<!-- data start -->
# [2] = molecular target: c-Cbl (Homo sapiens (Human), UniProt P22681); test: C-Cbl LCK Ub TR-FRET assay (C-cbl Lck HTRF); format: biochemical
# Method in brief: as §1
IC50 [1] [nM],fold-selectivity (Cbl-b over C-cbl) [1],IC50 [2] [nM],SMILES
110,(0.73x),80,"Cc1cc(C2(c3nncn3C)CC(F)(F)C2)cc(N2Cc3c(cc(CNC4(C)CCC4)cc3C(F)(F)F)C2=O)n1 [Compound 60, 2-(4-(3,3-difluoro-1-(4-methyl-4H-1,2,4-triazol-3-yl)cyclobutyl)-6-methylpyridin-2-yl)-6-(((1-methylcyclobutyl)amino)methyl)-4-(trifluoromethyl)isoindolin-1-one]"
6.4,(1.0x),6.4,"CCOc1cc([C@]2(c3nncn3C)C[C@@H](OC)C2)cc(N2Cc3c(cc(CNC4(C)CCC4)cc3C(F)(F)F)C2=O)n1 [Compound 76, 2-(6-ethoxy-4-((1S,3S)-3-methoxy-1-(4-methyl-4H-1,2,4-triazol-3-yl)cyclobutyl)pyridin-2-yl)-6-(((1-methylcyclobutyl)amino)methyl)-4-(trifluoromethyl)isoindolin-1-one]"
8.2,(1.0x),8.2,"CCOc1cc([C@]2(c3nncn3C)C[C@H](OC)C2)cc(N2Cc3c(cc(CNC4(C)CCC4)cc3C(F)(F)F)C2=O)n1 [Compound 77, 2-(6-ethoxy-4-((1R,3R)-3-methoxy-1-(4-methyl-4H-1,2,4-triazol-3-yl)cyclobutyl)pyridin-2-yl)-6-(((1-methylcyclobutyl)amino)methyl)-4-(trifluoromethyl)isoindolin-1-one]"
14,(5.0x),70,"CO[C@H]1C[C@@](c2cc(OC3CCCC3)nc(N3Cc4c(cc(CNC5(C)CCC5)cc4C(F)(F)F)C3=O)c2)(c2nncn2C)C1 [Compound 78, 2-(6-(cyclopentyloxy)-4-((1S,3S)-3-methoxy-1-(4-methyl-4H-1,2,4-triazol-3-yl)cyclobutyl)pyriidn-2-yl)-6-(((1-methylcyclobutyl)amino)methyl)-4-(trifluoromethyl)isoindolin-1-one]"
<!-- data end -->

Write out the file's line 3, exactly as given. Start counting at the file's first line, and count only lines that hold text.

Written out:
IC50 [1] [nM],fold-selectivity (Cbl-b over C-cbl) [1],IC50 [2] [nM],SMILES